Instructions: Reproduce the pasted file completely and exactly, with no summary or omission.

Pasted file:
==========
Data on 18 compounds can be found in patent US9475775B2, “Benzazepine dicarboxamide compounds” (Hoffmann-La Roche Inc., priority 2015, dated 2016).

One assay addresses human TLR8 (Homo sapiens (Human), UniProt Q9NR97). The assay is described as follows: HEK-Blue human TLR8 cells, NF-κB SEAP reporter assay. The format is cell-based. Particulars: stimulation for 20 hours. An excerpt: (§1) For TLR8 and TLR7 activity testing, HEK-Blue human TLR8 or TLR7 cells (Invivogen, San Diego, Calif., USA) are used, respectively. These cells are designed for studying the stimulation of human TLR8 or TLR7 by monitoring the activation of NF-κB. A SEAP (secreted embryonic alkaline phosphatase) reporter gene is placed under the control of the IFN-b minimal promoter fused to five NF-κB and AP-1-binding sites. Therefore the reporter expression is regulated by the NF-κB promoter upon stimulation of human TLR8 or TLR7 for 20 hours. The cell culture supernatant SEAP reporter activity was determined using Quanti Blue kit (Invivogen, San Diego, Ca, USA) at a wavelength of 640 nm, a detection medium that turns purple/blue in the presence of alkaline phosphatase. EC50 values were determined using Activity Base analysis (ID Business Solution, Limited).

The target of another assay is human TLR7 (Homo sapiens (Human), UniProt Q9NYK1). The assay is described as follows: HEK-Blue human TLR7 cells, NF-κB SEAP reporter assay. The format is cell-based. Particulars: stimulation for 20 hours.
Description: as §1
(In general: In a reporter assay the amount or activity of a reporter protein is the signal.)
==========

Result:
Data on 18 compounds can be found in patent US9475775B2, “Benzazepine dicarboxamide compounds” (Hoffmann-La Roche Inc., priority 2015, dated 2016).

One assay addresses human TLR8 (Homo sapiens (Human), UniProt Q9NR97). The assay is described as follows: HEK-Blue human TLR8 cells, NF-κB SEAP reporter assay. The format is cell-based. Particulars: stimulation for 20 hours. An excerpt: (§1) For TLR8 and TLR7 activity testing, HEK-Blue human TLR8 or TLR7 cells (Invivogen, San Diego, Calif., USA) are used, respectively. These cells are designed for studying the stimulation of human TLR8 or TLR7 by monitoring the activation of NF-κB. A SEAP (secreted embryonic alkaline phosphatase) reporter gene is placed under the control of the IFN-b minimal promoter fused to five NF-κB and AP-1-binding sites. Therefore the reporter expression is regulated by the NF-κB promoter upon stimulation of human TLR8 or TLR7 for 20 hours. The cell culture supernatant SEAP reporter activity was determined using Quanti Blue kit (Invivogen, San Diego, Ca, USA) at a wavelength of 640 nm, a detection medium that turns purple/blue in the presence of alkaline phosphatase. EC50 values were determined using Activity Base analysis (ID Business Solution, Limited).

The target of another assay is human TLR7 (Homo sapiens (Human), UniProt Q9NYK1). The assay is described as follows: HEK-Blue human TLR7 cells, NF-κB SEAP reporter assay. The format is cell-based. Particulars: stimulation for 20 hours.
Description: as §1
(In general: In a reporter assay the amount or activity of a reporter protein is the signal.)